An American citizen who e-mailed Saddam Hussein received a letter of condolence from the Iraqi president, Fox News reported Saturday.

In the letter, Saddam offered his personal condolences for the Sept. 11 terrorist attacks against the United States – the first time Saddam has publicly expressed any such sentiments – but said he would not offer his condolences to President Bush until Bush apologized for the deaths of 1.5 million Iraqis

Saddam blames the deaths on the United Nations' 11-year sanctions against Iraq. Baghdad said the U.S. is behind keeping the sanctions in place.

The letter, described by the Reuters news service as a "traditional Iraqi message of condolence," was sent to Christopher Love, an American who e-mailed Hussein after the attacks, Iraqi officials said.

"We are belonging to God and to Him we are returning and may God protect your life as we Muslims say to anyone who loses somebody dear to him," Saddam wrote.

Love had sent an e-mail to Saddam calling on him to speak to Bush and resolve differences. No details on Love were immediately available.

Iraqi officials put out a copy of the letter Saturday.  Prior to the letter, Hussein had not joined other world leaders in condemning the attacks that killed more than 5,000 people. Iraq has claimed to have sent private condolences to individual Americans sympathetic with Baghdad.  

Love's email had asked Saddam to make peace with Bush.  "Mr President, please for the sake of humanity, please contact George W. Bush. Tell him why you are angry. I hope for all of our sakes he will listen with compassion and understanding, as I believe he will.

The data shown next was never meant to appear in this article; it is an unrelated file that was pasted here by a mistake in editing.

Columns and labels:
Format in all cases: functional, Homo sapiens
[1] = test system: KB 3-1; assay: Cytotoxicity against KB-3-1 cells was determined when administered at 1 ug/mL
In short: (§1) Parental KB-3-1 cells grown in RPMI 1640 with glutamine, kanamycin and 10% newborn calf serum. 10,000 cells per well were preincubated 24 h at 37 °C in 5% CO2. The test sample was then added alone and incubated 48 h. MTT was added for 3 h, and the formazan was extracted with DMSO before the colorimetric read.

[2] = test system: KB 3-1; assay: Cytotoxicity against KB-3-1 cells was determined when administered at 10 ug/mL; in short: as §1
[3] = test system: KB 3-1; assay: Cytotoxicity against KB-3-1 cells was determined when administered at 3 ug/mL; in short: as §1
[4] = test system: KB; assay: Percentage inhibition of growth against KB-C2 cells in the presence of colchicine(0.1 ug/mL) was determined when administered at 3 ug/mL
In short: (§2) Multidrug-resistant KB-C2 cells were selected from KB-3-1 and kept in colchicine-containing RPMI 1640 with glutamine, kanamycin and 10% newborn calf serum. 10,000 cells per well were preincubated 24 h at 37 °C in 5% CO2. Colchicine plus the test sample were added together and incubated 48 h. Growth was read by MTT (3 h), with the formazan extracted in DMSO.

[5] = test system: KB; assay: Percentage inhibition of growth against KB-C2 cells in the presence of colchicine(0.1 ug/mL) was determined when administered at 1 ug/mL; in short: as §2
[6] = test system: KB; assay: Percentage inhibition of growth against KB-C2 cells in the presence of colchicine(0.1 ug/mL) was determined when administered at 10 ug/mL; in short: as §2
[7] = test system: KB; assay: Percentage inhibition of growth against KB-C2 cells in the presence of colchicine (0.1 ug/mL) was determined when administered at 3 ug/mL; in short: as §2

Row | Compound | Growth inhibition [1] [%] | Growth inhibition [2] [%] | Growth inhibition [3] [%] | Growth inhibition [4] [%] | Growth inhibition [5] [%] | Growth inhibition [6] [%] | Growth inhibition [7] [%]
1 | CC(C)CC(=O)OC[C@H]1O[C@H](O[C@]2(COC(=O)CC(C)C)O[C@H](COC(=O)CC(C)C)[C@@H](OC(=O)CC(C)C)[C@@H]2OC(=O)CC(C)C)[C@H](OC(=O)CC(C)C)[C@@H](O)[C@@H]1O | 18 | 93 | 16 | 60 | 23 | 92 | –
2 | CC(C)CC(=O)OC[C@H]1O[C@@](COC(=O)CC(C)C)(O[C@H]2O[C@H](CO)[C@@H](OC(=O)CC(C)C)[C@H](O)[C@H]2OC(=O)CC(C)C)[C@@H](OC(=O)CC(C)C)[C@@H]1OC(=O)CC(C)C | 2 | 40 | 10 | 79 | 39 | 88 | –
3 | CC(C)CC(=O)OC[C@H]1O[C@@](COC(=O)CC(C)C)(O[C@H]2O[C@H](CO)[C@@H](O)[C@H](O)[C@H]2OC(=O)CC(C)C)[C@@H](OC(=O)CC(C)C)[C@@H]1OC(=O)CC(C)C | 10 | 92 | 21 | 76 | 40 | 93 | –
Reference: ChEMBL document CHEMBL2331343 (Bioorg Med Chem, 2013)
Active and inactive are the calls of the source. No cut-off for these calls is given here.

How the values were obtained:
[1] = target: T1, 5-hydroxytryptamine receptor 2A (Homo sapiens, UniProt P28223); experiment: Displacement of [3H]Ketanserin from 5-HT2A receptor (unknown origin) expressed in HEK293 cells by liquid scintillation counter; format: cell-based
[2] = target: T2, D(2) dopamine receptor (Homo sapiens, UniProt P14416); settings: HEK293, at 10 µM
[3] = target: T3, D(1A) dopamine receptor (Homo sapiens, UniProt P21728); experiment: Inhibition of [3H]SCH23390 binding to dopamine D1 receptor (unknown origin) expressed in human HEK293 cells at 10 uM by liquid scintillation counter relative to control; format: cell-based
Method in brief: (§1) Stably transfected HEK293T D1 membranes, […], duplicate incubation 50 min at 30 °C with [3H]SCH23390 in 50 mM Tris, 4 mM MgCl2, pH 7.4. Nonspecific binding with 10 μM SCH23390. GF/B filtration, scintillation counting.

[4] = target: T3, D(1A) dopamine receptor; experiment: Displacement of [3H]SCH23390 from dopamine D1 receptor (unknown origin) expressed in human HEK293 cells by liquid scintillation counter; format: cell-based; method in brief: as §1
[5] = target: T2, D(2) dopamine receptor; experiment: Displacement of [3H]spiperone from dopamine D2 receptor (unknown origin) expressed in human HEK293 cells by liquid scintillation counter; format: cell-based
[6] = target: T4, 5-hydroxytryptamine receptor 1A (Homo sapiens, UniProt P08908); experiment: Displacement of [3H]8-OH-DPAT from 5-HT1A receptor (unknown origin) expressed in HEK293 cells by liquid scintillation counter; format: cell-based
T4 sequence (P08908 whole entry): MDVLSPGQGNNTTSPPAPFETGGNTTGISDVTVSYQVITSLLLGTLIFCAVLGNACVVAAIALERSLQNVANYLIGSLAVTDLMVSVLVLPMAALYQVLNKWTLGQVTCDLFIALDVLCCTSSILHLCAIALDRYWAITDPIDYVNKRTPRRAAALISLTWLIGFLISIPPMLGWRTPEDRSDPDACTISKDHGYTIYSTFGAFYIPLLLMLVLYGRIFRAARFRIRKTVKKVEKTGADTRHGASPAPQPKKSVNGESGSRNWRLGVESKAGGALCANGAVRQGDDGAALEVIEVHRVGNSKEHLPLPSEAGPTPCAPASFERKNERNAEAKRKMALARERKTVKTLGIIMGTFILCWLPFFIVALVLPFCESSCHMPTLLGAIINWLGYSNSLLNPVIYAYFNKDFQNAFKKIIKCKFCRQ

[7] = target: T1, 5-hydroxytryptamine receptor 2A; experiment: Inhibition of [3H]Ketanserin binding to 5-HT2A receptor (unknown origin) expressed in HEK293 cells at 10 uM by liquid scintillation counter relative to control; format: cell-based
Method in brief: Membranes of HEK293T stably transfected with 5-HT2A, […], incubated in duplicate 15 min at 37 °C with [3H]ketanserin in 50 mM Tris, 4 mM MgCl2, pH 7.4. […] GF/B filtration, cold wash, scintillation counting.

"How much it would mean to this world right now if you were to put aside your differences and side with the world, not just the U.S."

Saddam said in his reply: "I do not think your  administration deserves that Iraqis condole with it on what happened, unless it condoles with the Iraqi people on the death of one and half million Iraqis who it killed."

He said he did not know who was behind the Sept. 11 attacks and said the U.S. had not produced enough evidence to prove Usama bin Laden was the mastermind.

The U.S. includes Iraq in a list of states it believes sponsors terrorism. Saddam has denied any connection with bin Laden. 

Though the U.S. has said they do not have hard evidence linking Iraq to the Sept. 11 attacks, some lawmakers support attacking Iraq as part of the current military effort. 

In his letter, Saddam also said U.S. warplanes, enforcing no-fly zones in northern and southern Iraq, had killed several Iraqis.

U.S. and British warplanes patrol no-fly zones in southern and northern Iraq to protect Shi'ite Muslims in the south and a Kurdish enclave in the north from possible attacks by Baghdad's troops.